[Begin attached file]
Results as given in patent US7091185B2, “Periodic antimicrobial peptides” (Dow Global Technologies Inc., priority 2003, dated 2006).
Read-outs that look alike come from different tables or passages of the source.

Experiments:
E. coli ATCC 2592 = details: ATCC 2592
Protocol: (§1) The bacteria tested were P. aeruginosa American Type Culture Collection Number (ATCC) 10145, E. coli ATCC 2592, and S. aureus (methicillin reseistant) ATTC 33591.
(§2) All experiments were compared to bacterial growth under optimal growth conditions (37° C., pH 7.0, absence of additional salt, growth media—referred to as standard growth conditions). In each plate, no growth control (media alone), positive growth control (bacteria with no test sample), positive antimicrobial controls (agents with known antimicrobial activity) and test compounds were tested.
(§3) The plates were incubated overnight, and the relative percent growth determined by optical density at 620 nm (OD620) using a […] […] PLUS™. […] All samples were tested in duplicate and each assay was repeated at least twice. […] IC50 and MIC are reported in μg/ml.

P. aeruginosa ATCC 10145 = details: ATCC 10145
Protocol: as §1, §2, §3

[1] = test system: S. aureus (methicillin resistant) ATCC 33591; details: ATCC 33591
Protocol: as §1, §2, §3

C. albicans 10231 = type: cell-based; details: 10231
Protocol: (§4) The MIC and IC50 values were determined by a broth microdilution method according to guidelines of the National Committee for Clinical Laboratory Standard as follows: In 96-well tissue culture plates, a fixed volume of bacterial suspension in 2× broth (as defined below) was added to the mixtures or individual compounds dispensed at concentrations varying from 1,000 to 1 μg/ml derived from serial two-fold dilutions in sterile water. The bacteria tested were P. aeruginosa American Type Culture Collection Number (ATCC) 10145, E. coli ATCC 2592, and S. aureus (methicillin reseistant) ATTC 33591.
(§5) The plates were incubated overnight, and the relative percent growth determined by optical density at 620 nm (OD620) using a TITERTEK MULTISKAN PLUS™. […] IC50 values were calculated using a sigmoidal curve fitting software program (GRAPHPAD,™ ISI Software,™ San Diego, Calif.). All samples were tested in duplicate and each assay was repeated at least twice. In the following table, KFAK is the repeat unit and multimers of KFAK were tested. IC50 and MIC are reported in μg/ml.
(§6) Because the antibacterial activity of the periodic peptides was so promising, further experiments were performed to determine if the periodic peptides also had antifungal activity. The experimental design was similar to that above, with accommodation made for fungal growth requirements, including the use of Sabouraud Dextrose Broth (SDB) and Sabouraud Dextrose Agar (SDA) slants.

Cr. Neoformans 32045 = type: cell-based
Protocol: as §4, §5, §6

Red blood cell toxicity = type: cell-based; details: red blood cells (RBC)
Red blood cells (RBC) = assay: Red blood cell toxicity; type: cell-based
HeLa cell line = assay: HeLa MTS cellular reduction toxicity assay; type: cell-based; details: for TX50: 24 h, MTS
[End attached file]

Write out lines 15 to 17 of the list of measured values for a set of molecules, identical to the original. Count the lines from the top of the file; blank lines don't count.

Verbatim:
(§6) Because the antibacterial activity of the periodic peptides was so promising, further experiments were performed to determine if the periodic peptides also had antifungal activity. The experimental design was similar to that above, with accommodation made for fungal growth requirements, including the use of Sabouraud Dextrose Broth (SDB) and Sabouraud Dextrose Agar (SDA) slants.

Cr. Neoformans 32045 = type: cell-based
Protocol: as §4, §5, §6